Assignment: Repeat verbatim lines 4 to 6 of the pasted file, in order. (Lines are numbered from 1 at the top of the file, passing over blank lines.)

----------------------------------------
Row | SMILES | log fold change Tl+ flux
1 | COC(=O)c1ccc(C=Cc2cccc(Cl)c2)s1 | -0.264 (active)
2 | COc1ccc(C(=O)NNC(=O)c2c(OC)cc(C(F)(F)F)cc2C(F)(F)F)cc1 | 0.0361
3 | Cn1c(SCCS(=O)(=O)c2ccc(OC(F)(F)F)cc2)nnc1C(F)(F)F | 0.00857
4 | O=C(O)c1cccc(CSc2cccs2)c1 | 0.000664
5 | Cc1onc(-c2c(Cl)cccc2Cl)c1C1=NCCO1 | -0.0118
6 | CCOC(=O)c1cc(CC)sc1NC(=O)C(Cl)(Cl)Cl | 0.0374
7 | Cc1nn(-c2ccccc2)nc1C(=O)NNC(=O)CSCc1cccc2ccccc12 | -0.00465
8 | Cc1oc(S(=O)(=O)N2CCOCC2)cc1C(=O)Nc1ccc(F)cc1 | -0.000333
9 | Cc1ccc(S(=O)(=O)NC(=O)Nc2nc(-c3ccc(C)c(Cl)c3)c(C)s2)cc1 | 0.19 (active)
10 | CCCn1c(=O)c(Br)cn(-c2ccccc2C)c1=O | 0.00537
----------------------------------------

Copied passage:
3 | Cn1c(SCCS(=O)(=O)c2ccc(OC(F)(F)F)cc2)nnc1C(F)(F)F | 0.00857
4 | O=C(O)c1cccc(CSc2cccs2)c1 | 0.000664
5 | Cc1onc(-c2c(Cl)cccc2Cl)c1C1=NCCO1 | -0.0118